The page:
Champions Cup final: How to get to Bilbao and all you need to know
Flights, accommodation, local language and more ahead of your trip to Basque country
A view of the San Mames Stadium in Bilbao where the Champions Cup final will take place. Photo: Getty Images
Where is Bilbao?
Bilbao is located in the Basque Country in northern Spain. It sits south of the Bay of Biscay, halfway between Santander and San Sebastian.
How can I get there?
There are plenty of options if you’re planning to go to Bilbao for the Champions Cup final.
By air: Aer Lingus are the only airline who fly direct from Dublin to Bilbao but it will set you back a pretty penny. At the time of writing return flights going out on the afternoon of Friday May 11th and back on Sunday May 13th would set you back €749 after Aer Lingus added an extra flight at 2.20pm in addition to their morning flight.
Aer Lingus have also added an early morning Saturday flight (departing Dublin at 5.55am) which is currently priced at €442. There is a second flight at 7.05am currently priced at €349.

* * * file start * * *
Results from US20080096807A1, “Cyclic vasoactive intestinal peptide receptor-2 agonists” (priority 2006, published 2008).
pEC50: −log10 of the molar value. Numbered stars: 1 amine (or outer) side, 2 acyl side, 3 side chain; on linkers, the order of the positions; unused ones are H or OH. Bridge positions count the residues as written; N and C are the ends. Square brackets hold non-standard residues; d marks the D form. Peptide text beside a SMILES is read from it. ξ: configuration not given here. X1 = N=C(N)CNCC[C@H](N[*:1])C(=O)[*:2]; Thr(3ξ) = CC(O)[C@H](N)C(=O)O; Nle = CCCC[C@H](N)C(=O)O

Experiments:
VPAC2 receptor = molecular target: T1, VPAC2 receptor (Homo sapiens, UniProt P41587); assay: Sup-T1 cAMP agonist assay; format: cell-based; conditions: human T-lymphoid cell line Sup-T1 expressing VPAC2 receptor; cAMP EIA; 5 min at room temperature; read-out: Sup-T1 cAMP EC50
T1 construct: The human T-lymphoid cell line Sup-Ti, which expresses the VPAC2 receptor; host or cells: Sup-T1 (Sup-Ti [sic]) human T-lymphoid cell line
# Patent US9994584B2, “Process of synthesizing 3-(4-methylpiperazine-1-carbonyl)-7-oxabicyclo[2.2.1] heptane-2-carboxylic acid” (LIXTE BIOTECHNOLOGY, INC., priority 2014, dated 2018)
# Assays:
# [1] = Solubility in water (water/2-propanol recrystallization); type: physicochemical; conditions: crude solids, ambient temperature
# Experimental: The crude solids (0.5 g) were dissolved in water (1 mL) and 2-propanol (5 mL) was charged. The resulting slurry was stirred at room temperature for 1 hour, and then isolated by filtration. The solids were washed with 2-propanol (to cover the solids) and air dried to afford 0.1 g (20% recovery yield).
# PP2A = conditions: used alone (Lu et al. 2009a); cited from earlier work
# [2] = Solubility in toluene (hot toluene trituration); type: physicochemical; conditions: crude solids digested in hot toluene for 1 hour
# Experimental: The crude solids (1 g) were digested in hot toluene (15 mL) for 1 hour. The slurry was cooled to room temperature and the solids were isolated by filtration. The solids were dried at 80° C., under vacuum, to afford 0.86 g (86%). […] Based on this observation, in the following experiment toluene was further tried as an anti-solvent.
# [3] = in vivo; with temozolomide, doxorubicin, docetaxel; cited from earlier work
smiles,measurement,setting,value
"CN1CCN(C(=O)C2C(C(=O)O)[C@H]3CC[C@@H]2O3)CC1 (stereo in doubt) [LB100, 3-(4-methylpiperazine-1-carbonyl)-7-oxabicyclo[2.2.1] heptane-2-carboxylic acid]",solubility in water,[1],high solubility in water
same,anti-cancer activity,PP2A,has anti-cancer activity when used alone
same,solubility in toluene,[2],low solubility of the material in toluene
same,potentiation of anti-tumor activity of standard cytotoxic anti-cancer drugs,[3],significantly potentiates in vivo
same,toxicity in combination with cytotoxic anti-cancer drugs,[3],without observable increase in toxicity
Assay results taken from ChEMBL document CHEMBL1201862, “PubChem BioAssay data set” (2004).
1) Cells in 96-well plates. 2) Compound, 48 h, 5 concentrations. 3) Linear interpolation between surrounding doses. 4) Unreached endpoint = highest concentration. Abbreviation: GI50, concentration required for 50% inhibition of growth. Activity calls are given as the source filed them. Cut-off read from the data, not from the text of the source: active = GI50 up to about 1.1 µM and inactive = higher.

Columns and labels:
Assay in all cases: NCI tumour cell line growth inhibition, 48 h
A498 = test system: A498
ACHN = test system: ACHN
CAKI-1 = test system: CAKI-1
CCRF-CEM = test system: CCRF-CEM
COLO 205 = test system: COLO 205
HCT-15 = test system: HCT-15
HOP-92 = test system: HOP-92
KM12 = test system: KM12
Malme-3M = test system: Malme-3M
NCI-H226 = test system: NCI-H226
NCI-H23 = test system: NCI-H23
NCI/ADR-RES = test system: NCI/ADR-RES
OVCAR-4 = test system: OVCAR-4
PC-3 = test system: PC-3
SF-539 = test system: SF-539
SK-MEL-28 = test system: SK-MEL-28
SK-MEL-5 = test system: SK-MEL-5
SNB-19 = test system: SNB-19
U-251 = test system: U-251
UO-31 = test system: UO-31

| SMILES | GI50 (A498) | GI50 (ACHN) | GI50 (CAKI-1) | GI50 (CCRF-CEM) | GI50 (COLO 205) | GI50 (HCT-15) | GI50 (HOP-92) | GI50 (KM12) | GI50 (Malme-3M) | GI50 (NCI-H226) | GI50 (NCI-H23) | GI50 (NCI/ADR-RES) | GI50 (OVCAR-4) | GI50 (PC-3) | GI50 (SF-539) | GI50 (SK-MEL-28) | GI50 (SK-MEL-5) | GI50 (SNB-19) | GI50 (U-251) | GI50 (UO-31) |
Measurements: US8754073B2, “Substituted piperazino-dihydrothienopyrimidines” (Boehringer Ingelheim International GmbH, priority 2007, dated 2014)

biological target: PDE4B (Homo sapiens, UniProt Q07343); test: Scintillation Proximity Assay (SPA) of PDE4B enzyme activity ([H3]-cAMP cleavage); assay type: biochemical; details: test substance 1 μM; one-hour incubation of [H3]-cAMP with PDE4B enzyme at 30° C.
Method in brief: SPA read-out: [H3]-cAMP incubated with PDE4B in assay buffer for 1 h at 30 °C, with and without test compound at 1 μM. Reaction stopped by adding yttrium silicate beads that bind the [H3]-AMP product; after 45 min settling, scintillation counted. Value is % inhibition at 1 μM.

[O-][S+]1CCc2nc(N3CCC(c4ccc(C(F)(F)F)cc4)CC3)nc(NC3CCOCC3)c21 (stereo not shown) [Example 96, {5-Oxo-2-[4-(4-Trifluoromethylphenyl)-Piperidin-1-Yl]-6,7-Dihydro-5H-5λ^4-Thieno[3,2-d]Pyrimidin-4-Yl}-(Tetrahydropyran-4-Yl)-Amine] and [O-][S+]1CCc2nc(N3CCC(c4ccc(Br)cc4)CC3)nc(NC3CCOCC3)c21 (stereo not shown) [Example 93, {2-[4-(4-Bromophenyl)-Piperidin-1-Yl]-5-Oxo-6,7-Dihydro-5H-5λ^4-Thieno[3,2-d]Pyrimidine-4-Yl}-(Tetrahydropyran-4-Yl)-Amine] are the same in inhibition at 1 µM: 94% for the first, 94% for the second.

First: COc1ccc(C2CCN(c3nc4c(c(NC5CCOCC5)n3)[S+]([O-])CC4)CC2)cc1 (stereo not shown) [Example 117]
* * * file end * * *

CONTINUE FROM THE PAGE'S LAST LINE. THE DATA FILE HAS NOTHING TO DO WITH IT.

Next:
Aer Lingus have also added two more flights coming home with one departing at 11.25pm Spanish time on Saturday evening (currently priced at €328) and another at 5.45pm on the Sunday (currently priced at €437). Indeed the cheapest Aer Lingus flight home from Bilbao on the Sunday is currently €426.
But fear not. In this age of more and more air travel there are always options.
Ryanair have put on extra flights to Santander (about an hour and a half from Bilbao on a bus) to cater for fans going from Dublin. While the morning flight on Friday May 11th is fully booked, there are still seats available on the evening flight.
On Saturday morning Ryanair have added an extra flight, leaving Dublin at 5.55am and arriving in Santander at 8.55am. At the moment it is priced at €189. On the Sunday there are four flights back to Dublin with one fully booked and the other three priced at €350.